The state House last month sent the Senate a bill overhauling the way Pennsylvania funds cyber charter schools.

It's long overdue.

Districts and taxpayers for years have complained about cyber charters double dipping when it comes to teacher pensions.

Current law allows charters to collect 100 percent of the pension costs from school districts, in the form of the state subsidies that follow students when they enroll in a charter.

At the same time, the state reimburses charters for 50 percent of the retirement costs.

It never made sense, although it's a heck of a deal with charter schools -- at the expense of local taxpayers.

That glaring loophole is finally addressed in the House bill, which passed 133-62 and had the support of the entire York County House delegation, by eliminating the districts' pension contributions.

State Rep. Keith Gillespie, R-Hellam Township, said school districts and taxpayers stand to save more than $84 million by the end of the 2014-15 school year if the Senate approves the bill and it's signed into law.

The legislation also adds greater accountability for charter schools, such as establishing ethics standards for school officials and putting the charters under same sunshine law requirements as other public institutions.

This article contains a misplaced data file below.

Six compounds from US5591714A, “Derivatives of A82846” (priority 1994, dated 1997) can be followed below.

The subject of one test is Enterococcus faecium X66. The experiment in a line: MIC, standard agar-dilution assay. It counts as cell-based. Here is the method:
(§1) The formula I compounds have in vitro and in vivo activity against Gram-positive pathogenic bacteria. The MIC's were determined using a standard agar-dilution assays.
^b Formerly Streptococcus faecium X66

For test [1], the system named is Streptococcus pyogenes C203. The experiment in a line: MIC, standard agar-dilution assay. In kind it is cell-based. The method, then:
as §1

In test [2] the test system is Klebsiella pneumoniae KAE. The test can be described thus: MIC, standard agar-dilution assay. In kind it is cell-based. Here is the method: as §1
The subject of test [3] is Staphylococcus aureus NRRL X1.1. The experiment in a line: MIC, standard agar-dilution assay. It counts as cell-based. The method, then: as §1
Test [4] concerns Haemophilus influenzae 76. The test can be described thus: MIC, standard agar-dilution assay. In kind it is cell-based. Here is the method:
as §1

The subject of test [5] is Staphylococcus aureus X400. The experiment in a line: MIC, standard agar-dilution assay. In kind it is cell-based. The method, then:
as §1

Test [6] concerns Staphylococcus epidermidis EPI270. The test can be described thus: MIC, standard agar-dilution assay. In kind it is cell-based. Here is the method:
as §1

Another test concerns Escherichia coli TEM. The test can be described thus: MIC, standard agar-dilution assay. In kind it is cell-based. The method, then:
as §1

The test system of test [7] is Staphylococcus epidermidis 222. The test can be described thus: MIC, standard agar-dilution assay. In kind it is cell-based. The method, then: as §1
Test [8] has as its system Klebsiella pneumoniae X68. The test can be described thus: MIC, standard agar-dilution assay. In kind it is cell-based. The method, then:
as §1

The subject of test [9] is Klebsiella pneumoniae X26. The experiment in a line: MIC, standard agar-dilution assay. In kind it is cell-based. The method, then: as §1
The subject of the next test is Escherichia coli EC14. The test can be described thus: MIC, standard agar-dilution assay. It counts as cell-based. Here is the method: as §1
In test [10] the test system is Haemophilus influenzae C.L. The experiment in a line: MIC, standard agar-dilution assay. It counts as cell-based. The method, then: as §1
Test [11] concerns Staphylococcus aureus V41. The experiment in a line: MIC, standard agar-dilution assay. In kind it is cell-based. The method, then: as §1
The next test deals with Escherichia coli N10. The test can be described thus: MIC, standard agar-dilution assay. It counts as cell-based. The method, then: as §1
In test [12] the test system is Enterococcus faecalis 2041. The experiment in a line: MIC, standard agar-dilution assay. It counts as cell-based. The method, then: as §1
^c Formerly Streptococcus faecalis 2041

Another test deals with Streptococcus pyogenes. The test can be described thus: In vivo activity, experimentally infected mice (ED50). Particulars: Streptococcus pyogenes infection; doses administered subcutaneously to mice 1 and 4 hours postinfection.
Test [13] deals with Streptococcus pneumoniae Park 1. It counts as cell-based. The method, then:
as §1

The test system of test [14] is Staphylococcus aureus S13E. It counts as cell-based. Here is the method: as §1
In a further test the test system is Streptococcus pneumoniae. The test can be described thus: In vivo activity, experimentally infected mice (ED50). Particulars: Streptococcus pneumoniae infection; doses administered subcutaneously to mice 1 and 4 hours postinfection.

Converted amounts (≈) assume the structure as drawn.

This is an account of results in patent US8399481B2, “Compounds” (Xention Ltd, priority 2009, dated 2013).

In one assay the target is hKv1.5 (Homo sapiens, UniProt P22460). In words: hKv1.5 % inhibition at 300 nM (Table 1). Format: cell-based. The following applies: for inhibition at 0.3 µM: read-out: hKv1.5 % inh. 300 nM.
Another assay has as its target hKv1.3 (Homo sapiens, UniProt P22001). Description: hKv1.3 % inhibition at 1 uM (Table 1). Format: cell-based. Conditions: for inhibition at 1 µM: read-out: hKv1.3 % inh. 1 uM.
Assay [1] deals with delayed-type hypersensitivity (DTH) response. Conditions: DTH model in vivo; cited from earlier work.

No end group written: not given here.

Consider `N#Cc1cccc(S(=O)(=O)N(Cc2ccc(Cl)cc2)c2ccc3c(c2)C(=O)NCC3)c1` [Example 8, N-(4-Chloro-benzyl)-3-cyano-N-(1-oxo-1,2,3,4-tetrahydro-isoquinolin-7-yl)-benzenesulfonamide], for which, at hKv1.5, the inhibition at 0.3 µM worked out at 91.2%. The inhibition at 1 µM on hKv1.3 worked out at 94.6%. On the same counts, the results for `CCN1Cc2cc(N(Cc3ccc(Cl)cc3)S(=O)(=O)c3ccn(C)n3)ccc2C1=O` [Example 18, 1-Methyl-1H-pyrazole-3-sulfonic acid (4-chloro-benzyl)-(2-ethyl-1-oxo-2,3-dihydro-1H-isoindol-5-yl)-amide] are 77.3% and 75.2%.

To be sure, this is not a perfect bill, and perhaps the Senate can improve it.


However, state Sen. Lloyd Smucker, a Lancaster County Republican who has introduced his own charter school reform bill, said his and the House version are very similar.

If the House bill does become law, as Smucker suggests could happen, it includes a provision that would ensure the state continues to work on the problem -- the creation of a commission charged with making long-term funding recommendations for charter schools by the end of March.

Hopefully, the commission would address the main issue highlighted several times by former state Auditor General Jack Wagner: The current, flawed funding formula requires some districts to pay charter schools more than it costs the charters to educate the students.

State law now requires a school district to pay a charter school a per-pupil tuition based on the district's cost to educate that student -- not what it actually costs the charter school.

It ignores the fact school districts have costs not shared by charter schools -- particularly cyber charters.

A new formula should be based on a charter school's actual costs.

And taxpayers shouldn't be asked to pay a dime more.